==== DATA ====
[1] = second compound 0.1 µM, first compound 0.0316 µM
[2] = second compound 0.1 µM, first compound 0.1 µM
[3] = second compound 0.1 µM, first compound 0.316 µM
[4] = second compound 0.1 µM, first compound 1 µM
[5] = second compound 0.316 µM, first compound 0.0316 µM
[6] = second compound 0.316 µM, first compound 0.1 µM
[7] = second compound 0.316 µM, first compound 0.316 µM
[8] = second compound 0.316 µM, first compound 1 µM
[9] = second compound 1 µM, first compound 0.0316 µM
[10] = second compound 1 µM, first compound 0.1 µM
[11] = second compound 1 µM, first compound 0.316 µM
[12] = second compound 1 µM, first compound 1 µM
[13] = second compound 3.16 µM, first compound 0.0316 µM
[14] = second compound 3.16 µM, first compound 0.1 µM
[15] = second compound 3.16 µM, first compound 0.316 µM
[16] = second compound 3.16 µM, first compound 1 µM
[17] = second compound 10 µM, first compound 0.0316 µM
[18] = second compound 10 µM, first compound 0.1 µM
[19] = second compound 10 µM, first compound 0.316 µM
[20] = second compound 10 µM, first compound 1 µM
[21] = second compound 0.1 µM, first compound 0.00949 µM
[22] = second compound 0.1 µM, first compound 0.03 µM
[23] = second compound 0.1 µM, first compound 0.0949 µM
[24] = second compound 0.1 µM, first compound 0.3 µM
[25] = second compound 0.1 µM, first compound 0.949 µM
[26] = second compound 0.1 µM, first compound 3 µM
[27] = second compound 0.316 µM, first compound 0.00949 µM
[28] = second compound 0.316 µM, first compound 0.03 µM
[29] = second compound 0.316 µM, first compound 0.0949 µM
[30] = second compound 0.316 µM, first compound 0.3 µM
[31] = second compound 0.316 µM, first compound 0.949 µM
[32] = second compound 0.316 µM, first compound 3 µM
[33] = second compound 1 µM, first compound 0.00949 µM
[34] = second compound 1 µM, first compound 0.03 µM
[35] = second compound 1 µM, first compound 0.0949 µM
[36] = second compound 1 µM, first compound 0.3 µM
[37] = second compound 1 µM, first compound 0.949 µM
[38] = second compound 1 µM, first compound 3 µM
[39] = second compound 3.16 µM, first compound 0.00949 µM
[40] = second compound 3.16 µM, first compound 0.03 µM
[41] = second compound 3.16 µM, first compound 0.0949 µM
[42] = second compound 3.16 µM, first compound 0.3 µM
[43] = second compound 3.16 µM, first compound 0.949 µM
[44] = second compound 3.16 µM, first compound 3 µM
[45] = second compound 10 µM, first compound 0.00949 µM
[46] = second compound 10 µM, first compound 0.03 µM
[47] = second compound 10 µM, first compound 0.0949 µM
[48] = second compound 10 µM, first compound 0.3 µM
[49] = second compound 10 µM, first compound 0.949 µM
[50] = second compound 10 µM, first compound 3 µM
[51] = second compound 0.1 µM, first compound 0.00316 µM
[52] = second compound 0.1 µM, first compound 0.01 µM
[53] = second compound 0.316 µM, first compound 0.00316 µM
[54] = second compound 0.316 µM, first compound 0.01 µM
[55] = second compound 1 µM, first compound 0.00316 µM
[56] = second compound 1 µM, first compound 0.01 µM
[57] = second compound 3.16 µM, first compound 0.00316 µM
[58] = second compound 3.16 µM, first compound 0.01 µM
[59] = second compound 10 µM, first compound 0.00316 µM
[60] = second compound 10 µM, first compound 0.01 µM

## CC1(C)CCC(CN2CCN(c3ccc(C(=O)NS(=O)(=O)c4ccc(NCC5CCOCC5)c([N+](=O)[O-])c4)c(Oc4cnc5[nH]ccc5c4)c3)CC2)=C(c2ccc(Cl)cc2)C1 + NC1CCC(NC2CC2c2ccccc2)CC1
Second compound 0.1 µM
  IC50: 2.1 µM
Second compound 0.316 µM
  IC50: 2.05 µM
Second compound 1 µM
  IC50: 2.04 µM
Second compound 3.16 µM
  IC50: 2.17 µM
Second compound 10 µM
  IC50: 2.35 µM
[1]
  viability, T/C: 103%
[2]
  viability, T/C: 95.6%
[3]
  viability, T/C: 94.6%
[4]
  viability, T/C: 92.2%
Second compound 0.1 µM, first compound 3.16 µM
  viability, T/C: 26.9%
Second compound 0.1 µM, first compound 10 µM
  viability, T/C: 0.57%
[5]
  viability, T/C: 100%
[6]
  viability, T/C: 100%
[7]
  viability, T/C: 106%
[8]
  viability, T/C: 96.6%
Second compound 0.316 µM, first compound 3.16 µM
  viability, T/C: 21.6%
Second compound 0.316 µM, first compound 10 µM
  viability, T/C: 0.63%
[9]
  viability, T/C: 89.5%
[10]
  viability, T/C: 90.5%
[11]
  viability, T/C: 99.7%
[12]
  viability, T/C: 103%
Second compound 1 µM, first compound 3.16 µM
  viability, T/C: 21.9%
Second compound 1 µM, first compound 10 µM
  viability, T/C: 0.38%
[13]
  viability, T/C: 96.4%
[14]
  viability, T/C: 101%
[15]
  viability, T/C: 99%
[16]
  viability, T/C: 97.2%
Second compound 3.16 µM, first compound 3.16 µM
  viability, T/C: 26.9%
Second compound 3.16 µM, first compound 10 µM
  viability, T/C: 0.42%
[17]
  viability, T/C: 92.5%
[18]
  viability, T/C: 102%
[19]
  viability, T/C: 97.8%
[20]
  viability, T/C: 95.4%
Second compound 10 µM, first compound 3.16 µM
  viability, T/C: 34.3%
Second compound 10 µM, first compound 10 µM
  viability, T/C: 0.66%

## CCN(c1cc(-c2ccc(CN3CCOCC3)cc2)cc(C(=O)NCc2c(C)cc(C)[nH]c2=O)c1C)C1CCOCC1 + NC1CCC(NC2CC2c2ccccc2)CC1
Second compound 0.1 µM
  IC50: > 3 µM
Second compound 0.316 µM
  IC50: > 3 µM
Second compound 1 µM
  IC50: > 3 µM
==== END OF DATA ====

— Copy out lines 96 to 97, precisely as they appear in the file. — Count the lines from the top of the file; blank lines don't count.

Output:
[9]
  viability, T/C: 89.5%